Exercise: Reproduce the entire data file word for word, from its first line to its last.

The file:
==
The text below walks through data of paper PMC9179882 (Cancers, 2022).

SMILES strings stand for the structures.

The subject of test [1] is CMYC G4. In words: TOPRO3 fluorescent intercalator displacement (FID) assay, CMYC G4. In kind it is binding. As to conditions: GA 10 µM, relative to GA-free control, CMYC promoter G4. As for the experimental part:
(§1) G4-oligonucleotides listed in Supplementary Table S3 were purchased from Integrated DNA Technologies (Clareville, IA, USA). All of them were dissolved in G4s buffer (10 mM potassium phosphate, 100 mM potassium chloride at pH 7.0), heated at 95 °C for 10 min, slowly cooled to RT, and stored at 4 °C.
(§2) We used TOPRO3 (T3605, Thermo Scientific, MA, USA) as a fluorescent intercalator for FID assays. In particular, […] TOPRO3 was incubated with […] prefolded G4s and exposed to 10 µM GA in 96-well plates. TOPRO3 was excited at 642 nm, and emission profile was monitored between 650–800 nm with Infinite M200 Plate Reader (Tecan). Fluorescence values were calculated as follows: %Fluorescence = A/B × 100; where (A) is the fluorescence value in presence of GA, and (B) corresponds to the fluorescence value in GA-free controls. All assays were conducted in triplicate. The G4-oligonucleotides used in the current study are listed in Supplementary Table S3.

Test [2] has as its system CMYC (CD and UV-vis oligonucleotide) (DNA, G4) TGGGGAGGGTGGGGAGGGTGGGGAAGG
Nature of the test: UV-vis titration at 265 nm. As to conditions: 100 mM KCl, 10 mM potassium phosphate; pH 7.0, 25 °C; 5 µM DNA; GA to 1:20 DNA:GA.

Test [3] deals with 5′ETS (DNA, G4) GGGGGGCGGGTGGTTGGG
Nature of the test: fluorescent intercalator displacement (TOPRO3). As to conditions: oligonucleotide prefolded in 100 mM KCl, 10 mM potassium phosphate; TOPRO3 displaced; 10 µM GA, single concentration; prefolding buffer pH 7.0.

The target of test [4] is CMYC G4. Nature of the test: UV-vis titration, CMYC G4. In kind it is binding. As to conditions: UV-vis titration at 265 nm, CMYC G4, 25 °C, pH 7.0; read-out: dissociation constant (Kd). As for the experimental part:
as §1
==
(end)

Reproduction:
The text below walks through data of paper PMC9179882 (Cancers, 2022).

SMILES strings stand for the structures.

The subject of test [1] is CMYC G4. In words: TOPRO3 fluorescent intercalator displacement (FID) assay, CMYC G4. In kind it is binding. As to conditions: GA 10 µM, relative to GA-free control, CMYC promoter G4. As for the experimental part:
(§1) G4-oligonucleotides listed in Supplementary Table S3 were purchased from Integrated DNA Technologies (Clareville, IA, USA). All of them were dissolved in G4s buffer (10 mM potassium phosphate, 100 mM potassium chloride at pH 7.0), heated at 95 °C for 10 min, slowly cooled to RT, and stored at 4 °C.
(§2) We used TOPRO3 (T3605, Thermo Scientific, MA, USA) as a fluorescent intercalator for FID assays. In particular, […] TOPRO3 was incubated with […] prefolded G4s and exposed to 10 µM GA in 96-well plates. TOPRO3 was excited at 642 nm, and emission profile was monitored between 650–800 nm with Infinite M200 Plate Reader (Tecan). Fluorescence values were calculated as follows: %Fluorescence = A/B × 100; where (A) is the fluorescence value in presence of GA, and (B) corresponds to the fluorescence value in GA-free controls. All assays were conducted in triplicate. The G4-oligonucleotides used in the current study are listed in Supplementary Table S3.

Test [2] has as its system CMYC (CD and UV-vis oligonucleotide) (DNA, G4) TGGGGAGGGTGGGGAGGGTGGGGAAGG
Nature of the test: UV-vis titration at 265 nm. As to conditions: 100 mM KCl, 10 mM potassium phosphate; pH 7.0, 25 °C; 5 µM DNA; GA to 1:20 DNA:GA.

Test [3] deals with 5′ETS (DNA, G4) GGGGGGCGGGTGGTTGGG
Nature of the test: fluorescent intercalator displacement (TOPRO3). As to conditions: oligonucleotide prefolded in 100 mM KCl, 10 mM potassium phosphate; TOPRO3 displaced; 10 µM GA, single concentration; prefolding buffer pH 7.0.

The target of test [4] is CMYC G4. Nature of the test: UV-vis titration, CMYC G4. In kind it is binding. As to conditions: UV-vis titration at 265 nm, CMYC G4, 25 °C, pH 7.0; read-out: dissociation constant (Kd). As for the experimental part:
as §1